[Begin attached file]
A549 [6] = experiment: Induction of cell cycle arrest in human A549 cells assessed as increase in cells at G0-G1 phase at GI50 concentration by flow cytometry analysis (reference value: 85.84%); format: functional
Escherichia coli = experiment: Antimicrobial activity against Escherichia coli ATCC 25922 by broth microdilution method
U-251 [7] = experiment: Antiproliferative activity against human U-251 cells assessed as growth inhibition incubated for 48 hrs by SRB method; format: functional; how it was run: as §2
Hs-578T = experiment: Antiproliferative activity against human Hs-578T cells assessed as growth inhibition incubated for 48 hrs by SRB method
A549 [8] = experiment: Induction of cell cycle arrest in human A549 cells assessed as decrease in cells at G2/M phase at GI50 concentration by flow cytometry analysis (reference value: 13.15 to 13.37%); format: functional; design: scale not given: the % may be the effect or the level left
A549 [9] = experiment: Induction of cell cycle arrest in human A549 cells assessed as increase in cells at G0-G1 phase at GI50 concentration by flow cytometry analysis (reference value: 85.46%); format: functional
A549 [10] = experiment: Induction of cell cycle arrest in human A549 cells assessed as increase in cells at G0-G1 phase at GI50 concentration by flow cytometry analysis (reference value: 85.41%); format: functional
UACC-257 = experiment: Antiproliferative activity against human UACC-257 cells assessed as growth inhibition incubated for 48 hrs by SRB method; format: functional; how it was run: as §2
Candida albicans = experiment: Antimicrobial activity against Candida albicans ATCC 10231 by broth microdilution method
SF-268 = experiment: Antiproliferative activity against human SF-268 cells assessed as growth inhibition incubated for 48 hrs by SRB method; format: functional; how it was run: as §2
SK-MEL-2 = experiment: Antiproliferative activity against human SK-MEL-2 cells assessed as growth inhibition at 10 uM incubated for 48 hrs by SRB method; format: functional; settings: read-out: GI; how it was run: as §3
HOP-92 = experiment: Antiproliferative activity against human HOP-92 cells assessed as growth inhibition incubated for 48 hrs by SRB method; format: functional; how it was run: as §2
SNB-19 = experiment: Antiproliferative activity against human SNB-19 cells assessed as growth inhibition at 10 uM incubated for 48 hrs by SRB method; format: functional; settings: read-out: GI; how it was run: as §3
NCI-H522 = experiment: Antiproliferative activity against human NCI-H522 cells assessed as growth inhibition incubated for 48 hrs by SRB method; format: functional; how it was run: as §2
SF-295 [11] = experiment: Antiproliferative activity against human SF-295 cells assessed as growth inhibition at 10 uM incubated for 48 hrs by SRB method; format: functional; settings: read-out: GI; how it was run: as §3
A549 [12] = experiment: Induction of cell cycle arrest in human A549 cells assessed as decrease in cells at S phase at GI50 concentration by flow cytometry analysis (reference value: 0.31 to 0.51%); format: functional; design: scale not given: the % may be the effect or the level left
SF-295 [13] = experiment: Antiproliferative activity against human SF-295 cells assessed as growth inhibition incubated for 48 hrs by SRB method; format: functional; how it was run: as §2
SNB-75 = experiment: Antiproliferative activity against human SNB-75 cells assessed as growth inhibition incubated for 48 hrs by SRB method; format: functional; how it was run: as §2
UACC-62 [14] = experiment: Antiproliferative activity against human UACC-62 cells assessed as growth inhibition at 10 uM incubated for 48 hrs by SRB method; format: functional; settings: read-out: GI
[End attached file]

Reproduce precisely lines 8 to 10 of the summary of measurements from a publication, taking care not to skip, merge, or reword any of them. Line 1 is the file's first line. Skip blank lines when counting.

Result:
UACC-257 = experiment: Antiproliferative activity against human UACC-257 cells assessed as growth inhibition incubated for 48 hrs by SRB method; format: functional; how it was run: as §2
Candida albicans = experiment: Antimicrobial activity against Candida albicans ATCC 10231 by broth microdilution method
SF-268 = experiment: Antiproliferative activity against human SF-268 cells assessed as growth inhibition incubated for 48 hrs by SRB method; format: functional; how it was run: as §2